I’ve always had decent impulse control, at least where money is concerned (food is another matter). If there’s a good reason why I shouldn’t buy something, I’ll almost never buy it. So it wasn’t difficult for me to stop buying makeup and nail polish for two months. What was much harder, I soon discovered, was breaking the habit of wanting makeup and nail polish. Though the wants didn’t translate into actions, they were still occupying mental space. I kept a wishlist, I checked Temptalia and Makeup and Beauty Blog daily, I looked up swatches of new releases. Since my daily work involves a good deal of mental heavy lifting, I gravitate toward brainless pursuits during my free hours, and what could be more blissfully brainless than comparing the undertones of five different matte brown lipsticks? I wouldn’t say that this habit is bad, exactly, but it’s doing nothing to increase my happiness or quality of life. I could be using that time to keep in touch with distant friends, or practice yoga, or catch up on my pleasure reading, or experiment with new eyeshadow placement, or a million other things. Going forward, I’d like to devote less brainspace to products and more brainspace to people, ideas, and offline activities.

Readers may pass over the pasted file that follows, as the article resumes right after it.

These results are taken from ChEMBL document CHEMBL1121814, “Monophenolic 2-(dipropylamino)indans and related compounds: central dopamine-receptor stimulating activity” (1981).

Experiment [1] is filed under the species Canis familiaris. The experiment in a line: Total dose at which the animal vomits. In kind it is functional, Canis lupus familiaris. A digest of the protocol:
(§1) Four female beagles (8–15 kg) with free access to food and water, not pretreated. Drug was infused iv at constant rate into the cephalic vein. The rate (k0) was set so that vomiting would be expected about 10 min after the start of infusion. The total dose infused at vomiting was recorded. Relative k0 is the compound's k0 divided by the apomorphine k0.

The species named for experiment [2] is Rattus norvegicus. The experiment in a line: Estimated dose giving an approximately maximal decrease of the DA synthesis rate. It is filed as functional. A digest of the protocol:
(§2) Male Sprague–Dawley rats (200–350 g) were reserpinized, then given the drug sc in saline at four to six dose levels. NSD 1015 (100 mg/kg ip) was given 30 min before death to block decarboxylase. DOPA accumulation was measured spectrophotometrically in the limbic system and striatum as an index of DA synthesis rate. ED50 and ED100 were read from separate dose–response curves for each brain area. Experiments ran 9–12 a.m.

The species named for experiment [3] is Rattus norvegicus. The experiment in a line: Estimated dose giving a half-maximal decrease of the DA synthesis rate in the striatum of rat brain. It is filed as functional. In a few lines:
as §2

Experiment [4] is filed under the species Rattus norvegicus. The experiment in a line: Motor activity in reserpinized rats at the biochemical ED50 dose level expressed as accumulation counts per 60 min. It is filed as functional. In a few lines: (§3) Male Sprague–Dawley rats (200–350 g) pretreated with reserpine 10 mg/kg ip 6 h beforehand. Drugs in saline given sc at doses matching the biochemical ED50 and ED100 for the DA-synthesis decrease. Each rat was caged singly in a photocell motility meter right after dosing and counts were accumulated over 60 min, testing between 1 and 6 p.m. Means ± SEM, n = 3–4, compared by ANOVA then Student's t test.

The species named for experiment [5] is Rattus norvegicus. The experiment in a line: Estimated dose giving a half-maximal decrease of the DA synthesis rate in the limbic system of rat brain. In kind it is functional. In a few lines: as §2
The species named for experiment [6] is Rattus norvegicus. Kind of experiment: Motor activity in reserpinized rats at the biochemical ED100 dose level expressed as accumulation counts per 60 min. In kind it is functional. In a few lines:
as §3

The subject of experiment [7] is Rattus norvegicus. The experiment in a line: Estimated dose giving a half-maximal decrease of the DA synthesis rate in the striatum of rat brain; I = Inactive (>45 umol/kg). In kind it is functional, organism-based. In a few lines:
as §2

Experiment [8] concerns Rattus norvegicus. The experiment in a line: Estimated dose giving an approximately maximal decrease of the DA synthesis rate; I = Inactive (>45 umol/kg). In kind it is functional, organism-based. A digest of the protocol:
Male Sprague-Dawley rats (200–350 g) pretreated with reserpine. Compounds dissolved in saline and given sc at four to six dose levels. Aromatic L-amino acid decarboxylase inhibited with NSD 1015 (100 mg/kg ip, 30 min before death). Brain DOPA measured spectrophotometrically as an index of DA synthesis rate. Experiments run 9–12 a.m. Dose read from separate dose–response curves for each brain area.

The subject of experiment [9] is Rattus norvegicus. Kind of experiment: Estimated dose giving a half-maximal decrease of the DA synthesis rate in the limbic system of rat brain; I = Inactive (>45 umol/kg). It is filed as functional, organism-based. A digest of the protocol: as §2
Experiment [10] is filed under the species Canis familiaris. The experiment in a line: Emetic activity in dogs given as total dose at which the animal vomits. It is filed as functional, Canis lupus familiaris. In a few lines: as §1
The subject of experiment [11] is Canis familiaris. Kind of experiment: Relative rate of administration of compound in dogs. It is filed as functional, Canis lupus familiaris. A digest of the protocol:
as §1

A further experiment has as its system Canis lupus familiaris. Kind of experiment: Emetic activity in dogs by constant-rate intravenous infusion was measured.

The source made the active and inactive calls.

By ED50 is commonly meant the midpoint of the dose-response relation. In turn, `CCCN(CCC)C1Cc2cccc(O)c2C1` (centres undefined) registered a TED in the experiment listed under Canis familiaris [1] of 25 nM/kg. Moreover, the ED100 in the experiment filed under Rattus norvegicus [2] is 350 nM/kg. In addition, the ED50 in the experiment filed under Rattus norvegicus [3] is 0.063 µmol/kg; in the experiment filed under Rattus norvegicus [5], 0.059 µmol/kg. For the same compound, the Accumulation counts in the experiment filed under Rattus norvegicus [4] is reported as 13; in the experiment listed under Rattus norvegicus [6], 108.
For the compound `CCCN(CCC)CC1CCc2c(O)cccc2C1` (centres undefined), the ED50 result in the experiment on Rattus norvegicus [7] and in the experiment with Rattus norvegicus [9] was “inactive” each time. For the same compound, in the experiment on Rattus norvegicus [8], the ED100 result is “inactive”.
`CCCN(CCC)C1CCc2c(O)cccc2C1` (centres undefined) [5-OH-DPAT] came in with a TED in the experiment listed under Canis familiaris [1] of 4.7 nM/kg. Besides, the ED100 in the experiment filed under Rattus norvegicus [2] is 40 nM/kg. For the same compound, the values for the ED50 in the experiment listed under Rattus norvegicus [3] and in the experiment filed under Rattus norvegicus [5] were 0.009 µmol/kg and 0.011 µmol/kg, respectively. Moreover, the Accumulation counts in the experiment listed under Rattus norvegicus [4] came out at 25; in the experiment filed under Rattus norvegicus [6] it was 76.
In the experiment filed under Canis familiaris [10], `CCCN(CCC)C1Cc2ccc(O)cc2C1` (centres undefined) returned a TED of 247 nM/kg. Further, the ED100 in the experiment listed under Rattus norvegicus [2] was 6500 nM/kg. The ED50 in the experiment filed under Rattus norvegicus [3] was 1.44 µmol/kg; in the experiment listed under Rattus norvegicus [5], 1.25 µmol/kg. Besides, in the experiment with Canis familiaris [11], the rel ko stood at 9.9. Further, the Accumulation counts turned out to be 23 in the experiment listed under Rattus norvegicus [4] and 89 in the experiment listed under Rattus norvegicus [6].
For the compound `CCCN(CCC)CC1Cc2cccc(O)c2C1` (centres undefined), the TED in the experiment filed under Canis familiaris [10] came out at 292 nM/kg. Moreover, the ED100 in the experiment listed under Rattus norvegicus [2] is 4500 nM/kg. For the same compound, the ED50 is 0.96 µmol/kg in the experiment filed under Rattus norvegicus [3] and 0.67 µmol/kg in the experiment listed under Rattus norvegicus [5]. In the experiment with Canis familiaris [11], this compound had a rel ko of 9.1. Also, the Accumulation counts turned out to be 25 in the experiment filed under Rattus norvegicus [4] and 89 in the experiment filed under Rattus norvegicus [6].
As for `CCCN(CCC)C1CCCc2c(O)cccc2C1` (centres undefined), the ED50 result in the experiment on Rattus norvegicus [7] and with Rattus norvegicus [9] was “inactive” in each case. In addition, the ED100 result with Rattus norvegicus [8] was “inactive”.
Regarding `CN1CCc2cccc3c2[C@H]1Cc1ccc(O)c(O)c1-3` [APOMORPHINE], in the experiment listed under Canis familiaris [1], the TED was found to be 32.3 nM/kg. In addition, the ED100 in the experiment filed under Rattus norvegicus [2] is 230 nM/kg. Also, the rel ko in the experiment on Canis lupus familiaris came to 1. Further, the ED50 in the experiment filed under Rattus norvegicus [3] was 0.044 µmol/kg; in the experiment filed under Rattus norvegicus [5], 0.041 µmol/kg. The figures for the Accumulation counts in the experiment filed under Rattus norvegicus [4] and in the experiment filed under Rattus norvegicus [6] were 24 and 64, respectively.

2. Minimalism can still be a form of consumerism.
In the past month, I’ve spent a lot of time on the MakeupRehab subreddit (just what I needed: another way to waste time online). MakeupRehab is dedicated to no-buys, low-buys, Project Pan updates, collections of empties, and “TMO” (“talk me out [of X purchase]”) posts. It’s great that such a resource exists for people who feel that their beauty spending is out of control, but it seems to me that some of the users have merely replaced one compulsion with another. Endlessly brooding over how much of a lipstick you’ve used, how long it will be until you hit pan on an eyeshadow, how many products you’re not allowed to buy—what does that really accomplish? I think it’s telling that I found myself reading MakeupRehab as obsessively as I once read Temptalia. Both sites focus on products themselves, not on what those products can actually do. And on MakeupRehab, there’s also a lot of guilt and self-recrimination involved. Many people there seem to buy makeup during emotional low points and then castigate themselves for it later (hey, that sounds familiar). And if there’s one thing I’ve learned during my no-buy, it’s that it’s unhealthy to attach emotions to beauty products, or indeed any products. I’d rather buy a lipstick I want and move on than spend a year longing for it—which I have in fact been known to do, and look how well that turned out.